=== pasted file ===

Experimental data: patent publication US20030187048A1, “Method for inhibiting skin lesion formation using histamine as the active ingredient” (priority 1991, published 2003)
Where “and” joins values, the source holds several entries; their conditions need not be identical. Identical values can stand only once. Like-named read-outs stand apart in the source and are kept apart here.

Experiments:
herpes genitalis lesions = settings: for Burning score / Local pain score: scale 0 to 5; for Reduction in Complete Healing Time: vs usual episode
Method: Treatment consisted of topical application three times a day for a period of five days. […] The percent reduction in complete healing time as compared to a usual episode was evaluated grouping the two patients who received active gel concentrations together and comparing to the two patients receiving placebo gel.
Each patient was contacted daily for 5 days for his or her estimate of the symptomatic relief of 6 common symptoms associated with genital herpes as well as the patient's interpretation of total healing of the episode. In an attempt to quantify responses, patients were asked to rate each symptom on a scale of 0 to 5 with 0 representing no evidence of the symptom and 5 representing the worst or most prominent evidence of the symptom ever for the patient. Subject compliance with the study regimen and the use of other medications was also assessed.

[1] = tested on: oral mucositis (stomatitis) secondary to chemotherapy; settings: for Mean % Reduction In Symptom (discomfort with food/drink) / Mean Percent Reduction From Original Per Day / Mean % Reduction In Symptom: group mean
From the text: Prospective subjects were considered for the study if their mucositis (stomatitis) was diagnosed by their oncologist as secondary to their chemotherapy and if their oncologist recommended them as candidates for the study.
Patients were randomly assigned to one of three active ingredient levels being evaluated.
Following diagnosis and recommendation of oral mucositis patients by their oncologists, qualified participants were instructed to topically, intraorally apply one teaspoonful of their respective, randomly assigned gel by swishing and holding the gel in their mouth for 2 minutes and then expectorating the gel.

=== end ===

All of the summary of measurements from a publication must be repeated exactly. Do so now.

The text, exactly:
Experimental data: patent publication US20030187048A1, “Method for inhibiting skin lesion formation using histamine as the active ingredient” (priority 1991, published 2003)
Where “and” joins values, the source holds several entries; their conditions need not be identical. Identical values can stand only once. Like-named read-outs stand apart in the source and are kept apart here.

Experiments:
herpes genitalis lesions = settings: for Burning score / Local pain score: scale 0 to 5; for Reduction in Complete Healing Time: vs usual episode
Method: Treatment consisted of topical application three times a day for a period of five days. […] The percent reduction in complete healing time as compared to a usual episode was evaluated grouping the two patients who received active gel concentrations together and comparing to the two patients receiving placebo gel.
Each patient was contacted daily for 5 days for his or her estimate of the symptomatic relief of 6 common symptoms associated with genital herpes as well as the patient's interpretation of total healing of the episode. In an attempt to quantify responses, patients were asked to rate each symptom on a scale of 0 to 5 with 0 representing no evidence of the symptom and 5 representing the worst or most prominent evidence of the symptom ever for the patient. Subject compliance with the study regimen and the use of other medications was also assessed.

[1] = tested on: oral mucositis (stomatitis) secondary to chemotherapy; settings: for Mean % Reduction In Symptom (discomfort with food/drink) / Mean Percent Reduction From Original Per Day / Mean % Reduction In Symptom: group mean
From the text: Prospective subjects were considered for the study if their mucositis (stomatitis) was diagnosed by their oncologist as secondary to their chemotherapy and if their oncologist recommended them as candidates for the study.
Patients were randomly assigned to one of three active ingredient levels being evaluated.
Following diagnosis and recommendation of oral mucositis patients by their oncologists, qualified participants were instructed to topically, intraorally apply one teaspoonful of their respective, randomly assigned gel by swishing and holding the gel in their mouth for 2 minutes and then expectorating the gel.